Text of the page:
A writer who practices his art at home does not want to turn his place of residence into a library warehouse. And so, every so often, in order to maintain a dynamic equilibrium between acquisitions and dispersals, he must sift through his material and separate the transitory from the enduring. It is a practice akin to gardening in which one separates the weeds from the perennials. Some material remains attached to time, while other material becomes the stuff of history. Or so one believes.
I was engaged in such sifting recently and enjoyed the serendipitous feeling of discovering literary items that seemed to improve with time. One item that arrested my attention in a jarring manner, however, was a feature article from the July 17 issue of Time, “Death By Gun.” Why would I hold onto this issue for more than two decades? I surmise that it is to remind me of the many mature souls who die violently before their time, their lives coming to an end like falling leaves. The words “before their time,” convey a universal sadness: what could be, will not be. There can be no turning back.
Time dedicated a 28-page portfolio in this issue to memorialize the deaths of 464 Americans who were killed by gunfire over the course of a single week. In order to further humanize this harrowing statistic, it provided the faces of most of the casualties. Re-visiting this issue is like walking through a cemetery, but even more poignant because one knows that all these deaths were unnecessary. Each face evoked a shudder. The old Roman, Terence, was right: “I am man, I consider nothing human alien to me” (Homo sum, humani nihil a me alienum puto). It is the nature of any genuine pro-life sensibility to moved by the death of anyone.
The more I studied the specific causes of these deaths, the more I realized that these tragedies were not so much the result of guns, but from a loss of the will to live and the inability of people to get along with each other. A large proportion of the deaths were by suicide.
On page 18 I saw a face that I recognized. It belonged to Thomas Stallcup who, at age 67, turned a shotgun on himself. In his heyday he played shortstop for the Cincinnati Reds under the name Virgil Stallcup (what a great name!). I was once the proud owner of his baseball card. He was No. 108 in the 1951 Playball series. His portrait displayed the epitome of joy and confidence. The fact that his career stats were indeed modest (his lifetime batting average is .241) did not matter. To young baseball card collectors, he was an icon, a success story, a hero larger than life. And now, Time informs me, this erstwhile role model is now a grim statistic who has been absorbed by an even grimmer statistic – 464. The fact that the photo that Time selected was the same one that appeared on his card, made the pictorial announcement of his death morbidly ironic. Icons are not supposed to fall.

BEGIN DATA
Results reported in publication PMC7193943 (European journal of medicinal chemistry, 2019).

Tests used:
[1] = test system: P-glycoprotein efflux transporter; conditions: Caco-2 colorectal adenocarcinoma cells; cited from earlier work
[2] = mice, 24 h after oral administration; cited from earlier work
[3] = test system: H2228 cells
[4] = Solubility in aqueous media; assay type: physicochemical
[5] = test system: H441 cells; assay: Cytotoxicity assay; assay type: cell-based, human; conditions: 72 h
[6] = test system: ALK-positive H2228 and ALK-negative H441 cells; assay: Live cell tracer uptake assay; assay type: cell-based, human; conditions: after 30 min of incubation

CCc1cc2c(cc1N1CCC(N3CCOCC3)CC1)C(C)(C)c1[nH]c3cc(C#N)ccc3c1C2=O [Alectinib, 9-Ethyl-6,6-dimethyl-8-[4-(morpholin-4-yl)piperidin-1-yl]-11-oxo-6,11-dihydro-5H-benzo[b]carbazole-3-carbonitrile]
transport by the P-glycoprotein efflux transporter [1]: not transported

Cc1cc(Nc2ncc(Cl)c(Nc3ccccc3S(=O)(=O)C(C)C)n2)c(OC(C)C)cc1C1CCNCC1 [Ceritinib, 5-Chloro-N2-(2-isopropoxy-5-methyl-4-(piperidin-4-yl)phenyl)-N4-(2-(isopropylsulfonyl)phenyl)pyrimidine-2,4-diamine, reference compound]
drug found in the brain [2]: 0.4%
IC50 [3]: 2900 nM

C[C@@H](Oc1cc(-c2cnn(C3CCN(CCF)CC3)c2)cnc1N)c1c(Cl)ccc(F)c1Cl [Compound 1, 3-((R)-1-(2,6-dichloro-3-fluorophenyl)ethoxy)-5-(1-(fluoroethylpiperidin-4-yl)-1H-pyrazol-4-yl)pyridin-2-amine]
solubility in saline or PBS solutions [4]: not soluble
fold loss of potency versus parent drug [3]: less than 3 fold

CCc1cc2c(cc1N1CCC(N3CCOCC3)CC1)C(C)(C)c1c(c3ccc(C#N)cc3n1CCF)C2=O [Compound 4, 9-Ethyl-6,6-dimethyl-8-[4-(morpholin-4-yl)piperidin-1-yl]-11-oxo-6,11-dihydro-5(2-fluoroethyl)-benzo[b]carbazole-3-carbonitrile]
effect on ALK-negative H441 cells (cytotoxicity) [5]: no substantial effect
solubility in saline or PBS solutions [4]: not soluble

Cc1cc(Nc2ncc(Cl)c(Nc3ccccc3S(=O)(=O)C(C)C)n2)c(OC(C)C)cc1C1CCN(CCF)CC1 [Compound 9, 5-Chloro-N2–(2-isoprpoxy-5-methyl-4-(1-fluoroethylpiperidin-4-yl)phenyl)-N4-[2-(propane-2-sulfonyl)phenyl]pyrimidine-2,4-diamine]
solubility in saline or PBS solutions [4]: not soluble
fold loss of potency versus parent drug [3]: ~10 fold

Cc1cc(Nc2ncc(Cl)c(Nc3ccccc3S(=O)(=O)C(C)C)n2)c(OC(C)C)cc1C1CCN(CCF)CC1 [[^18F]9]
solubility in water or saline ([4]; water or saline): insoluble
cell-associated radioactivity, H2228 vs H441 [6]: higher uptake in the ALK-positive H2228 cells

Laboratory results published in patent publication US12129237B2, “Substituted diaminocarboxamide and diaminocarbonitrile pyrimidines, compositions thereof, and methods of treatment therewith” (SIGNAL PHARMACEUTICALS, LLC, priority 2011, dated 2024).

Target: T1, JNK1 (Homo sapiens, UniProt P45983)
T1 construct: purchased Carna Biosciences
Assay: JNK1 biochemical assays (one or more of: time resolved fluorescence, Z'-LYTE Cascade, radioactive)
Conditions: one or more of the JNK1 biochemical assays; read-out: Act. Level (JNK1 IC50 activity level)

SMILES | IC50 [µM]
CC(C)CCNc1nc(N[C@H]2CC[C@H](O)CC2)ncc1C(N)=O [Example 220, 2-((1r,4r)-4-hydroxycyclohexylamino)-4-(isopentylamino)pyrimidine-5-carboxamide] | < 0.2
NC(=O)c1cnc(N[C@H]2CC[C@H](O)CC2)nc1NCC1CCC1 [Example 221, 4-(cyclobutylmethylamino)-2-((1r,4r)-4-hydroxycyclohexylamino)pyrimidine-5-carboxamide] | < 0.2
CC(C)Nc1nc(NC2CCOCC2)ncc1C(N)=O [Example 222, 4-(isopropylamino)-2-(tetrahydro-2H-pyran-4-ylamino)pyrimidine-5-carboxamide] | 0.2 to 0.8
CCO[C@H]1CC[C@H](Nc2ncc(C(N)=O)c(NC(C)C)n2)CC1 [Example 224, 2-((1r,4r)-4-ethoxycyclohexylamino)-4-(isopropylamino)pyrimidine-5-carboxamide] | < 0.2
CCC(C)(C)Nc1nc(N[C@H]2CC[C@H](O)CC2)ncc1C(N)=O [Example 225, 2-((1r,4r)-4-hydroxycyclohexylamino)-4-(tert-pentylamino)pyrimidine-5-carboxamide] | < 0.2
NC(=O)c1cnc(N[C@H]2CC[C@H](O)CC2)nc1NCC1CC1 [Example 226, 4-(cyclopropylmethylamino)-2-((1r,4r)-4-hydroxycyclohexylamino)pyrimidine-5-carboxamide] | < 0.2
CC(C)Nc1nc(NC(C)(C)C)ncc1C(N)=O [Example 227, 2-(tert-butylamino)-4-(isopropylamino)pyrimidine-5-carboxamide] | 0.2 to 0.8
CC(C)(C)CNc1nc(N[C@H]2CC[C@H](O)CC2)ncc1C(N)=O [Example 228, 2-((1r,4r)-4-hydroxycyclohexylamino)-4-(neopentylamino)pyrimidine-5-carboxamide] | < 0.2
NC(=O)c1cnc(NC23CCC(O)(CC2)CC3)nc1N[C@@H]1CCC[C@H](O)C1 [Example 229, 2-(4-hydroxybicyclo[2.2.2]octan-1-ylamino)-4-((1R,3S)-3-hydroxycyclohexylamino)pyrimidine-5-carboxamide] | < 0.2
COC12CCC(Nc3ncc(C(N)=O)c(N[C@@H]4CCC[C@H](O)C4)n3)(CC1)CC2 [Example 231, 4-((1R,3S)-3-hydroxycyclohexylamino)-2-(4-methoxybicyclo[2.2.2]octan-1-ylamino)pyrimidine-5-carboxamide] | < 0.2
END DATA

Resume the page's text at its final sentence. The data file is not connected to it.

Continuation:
Hollywood stars are also regarded as larger than life, though the disparity between their image and their behavior is the embarrassing grist for tabloid journalism. We believed in Virgil Stallcup, we youthful, naïve baseball card collectors. It is shocking to learn that there came a time in his life when he may not have believed in himself.
Life, as the poet John Keats describes it, is “A fragile dew-drop on its perilous way from a tree’s summit” (Sleep and Poetry). The great paradox is that our greatest value, life, travels with fragility as its constant companion. Hence, the profound poignancy of human existence. “We are all in the same boat in a stormy sea”, wrote G. K. Chesterton, “and we owe each other a terrible loyalty.”
Why, we may ask, does society view those who try to prevent suicide as humanitarians, and those who try to prevent abortion as fanatics? Both these cohorts are defending life. No “seamless garment” here. It is fair to conclude that our society is ambivalent about life. The fragility can be fearful, and the storms can be startling. And that’s the core of the problem. Life demands courage, support, faith, and hope. It does not arrive without its challenges. And who amongst us can meet these challenges alone?
We have detached “choice” from community and are now paying a heavy price on a community level. We have been duped by the myth of autonomy. Yet, not even Major League baseball players are autonomous, though they may appear to be when looking invincible on their bubblegum cards. None of us is larger than life. Nonetheless, each of us is larger than being a mere individual. We are communal beings called to love each other. That’s not how we get ourselves on baseball cards, but that may be the best way to avoid being part of the kind of grim statistic that Time assembled more than two decades ago.
Donald DeMarco is professor emeritus at St. Jerome’s University and adjunct professor at Holy Apostles College and Seminary.